I mean, there are quite a few electromagnetic things on the craft to help it stabilize, and it picks up the field and then reacts with the electromagnetic field.
David: What was the size of the ship like compared to the other two that were there?
Pete: It was an intermediate size. It wasn't that large, I'd say, maybe, 350 feet, 400 feet in diameter.
David: Hm. And what was the technology like compared to anything else you're aware of?
Pete: Upgraded, considerably upgraded.
David: Is there anything unusual about the third crash?
Pete: Well, the third craft had a lot of living people.
Pete: I don't know that they lasted very long because I know some of them didn't. I know some of them were shot. I know some of them were used for experiments.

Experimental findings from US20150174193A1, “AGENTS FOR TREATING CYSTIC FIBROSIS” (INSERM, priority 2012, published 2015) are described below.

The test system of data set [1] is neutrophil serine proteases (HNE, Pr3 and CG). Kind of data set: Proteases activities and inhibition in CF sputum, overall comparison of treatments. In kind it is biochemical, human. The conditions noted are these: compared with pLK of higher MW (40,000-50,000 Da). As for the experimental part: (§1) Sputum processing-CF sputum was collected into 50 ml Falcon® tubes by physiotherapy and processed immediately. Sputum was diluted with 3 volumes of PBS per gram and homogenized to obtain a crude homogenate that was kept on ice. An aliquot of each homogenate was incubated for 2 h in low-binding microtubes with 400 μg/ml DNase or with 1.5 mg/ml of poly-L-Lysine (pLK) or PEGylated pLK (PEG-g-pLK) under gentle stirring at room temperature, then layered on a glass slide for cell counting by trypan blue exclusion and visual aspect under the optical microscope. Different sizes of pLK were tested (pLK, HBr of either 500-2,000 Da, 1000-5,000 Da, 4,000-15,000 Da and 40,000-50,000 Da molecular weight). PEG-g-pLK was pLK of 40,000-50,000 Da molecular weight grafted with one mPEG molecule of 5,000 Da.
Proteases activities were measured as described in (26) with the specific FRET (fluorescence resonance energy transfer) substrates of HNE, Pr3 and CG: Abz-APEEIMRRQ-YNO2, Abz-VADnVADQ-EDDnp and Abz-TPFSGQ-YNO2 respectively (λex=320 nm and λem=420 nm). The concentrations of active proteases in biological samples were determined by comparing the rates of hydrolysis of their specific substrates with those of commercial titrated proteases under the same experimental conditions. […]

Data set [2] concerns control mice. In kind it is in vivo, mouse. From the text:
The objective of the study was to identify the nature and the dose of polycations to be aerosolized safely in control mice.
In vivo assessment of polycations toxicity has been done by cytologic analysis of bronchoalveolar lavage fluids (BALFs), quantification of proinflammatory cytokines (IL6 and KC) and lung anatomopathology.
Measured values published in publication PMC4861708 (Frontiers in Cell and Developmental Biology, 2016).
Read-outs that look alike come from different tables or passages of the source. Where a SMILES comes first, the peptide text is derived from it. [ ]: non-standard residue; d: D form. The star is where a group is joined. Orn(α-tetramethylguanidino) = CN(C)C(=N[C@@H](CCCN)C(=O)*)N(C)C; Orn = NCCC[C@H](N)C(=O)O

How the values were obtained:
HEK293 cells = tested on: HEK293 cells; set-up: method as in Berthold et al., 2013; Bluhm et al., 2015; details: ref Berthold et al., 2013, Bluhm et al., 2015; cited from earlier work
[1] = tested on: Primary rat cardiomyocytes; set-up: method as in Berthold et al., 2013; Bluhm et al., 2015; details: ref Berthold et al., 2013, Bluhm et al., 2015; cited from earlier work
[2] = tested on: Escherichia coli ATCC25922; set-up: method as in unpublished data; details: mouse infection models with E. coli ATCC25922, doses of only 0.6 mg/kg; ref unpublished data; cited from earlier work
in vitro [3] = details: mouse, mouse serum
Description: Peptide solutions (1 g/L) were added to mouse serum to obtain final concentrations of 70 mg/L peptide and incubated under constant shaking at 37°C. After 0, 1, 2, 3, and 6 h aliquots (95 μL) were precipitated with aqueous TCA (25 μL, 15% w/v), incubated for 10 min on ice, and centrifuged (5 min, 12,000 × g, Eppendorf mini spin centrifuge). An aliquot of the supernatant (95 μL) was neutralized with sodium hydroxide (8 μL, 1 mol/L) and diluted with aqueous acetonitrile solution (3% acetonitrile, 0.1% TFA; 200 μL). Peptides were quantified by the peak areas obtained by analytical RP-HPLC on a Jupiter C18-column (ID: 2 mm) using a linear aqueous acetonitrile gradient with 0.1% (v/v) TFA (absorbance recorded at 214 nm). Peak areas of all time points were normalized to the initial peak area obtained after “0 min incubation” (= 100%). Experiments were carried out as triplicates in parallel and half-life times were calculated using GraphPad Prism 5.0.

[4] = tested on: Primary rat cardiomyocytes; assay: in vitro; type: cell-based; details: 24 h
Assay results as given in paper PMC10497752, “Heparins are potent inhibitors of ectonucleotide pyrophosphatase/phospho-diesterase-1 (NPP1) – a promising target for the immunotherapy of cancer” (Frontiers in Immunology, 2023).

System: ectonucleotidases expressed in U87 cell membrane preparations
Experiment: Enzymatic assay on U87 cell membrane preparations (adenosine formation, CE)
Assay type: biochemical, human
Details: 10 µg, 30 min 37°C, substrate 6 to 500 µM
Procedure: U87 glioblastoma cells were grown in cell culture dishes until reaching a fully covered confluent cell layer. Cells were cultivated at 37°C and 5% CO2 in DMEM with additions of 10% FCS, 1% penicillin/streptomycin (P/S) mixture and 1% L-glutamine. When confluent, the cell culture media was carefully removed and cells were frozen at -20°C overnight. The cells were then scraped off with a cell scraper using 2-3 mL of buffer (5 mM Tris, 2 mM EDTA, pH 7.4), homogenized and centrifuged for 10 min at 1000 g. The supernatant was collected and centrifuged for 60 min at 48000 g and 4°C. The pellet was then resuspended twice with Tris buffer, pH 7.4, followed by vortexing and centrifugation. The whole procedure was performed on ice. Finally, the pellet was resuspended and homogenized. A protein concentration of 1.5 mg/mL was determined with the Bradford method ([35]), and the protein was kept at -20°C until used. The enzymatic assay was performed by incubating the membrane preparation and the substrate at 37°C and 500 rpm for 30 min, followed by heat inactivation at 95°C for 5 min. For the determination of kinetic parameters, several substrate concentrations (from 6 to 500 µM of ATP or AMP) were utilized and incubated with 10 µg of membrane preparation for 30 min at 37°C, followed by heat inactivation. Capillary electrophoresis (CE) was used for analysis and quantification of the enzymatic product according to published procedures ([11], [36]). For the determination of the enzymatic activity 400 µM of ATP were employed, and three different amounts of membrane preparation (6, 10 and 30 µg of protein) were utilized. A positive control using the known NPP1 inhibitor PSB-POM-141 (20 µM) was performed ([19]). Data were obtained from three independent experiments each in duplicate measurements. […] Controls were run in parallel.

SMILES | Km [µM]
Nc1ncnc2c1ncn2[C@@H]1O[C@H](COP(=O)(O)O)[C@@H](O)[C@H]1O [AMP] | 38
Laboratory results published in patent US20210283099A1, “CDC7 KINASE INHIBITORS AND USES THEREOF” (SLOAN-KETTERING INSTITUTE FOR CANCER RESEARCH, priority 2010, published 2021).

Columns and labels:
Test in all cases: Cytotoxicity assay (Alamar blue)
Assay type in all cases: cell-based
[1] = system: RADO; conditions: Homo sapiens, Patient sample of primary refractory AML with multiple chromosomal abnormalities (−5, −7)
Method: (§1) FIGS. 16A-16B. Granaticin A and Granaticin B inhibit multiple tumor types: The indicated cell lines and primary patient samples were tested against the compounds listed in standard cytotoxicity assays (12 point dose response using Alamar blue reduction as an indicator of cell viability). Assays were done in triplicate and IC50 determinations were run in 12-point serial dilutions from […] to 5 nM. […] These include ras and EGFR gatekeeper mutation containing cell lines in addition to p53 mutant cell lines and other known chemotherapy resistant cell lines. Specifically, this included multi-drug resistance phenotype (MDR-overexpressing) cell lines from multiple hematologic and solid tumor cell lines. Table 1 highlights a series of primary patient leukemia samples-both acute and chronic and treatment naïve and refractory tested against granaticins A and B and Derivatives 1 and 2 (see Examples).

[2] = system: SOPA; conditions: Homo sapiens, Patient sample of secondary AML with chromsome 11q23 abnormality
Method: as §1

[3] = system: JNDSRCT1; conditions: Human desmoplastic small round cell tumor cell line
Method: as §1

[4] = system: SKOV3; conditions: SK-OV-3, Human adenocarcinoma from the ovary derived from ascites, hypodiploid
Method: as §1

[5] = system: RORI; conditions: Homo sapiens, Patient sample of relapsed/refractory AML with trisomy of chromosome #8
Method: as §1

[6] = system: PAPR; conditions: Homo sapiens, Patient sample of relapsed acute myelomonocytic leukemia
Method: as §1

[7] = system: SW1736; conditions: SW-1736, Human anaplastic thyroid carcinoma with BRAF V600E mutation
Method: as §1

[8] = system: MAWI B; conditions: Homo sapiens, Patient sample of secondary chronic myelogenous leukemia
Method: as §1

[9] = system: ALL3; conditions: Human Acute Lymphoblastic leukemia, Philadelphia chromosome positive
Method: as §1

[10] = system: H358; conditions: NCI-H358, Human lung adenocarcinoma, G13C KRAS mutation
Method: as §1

David: You mean we found living people inside it?
Pete: They'd been living there for years.
Pete: I mean, they were growing their own food. They were synthesizing their own food.
David: What were the people . . . What did they look like for this? You said they'd colonized basically once they got there.
Pete: I think this group had people that had been here for a long time that came from somewhere else onto this craft. Some looked like Dracos. Some looked like both the metallic and the non-metallic people with the large eyes.
David: Uh-huh. You're starting to describe what sounds like different types of ETs, but you're saying there's one craft. So could you please specify?
Pete: The one craft was used as a lifeboat.
David: Okay. And there were different types of beings inside?
Pete: There were 15 different species of beings there.
Pete: These are the ones I know the best.
David: Okay. And they were all inside this craft?
Pete: Well, they were inside of various compartments in the craft – different compartments, different atmosphere, different gravities.
And it looked like that some of them had been there for a long, long, long time.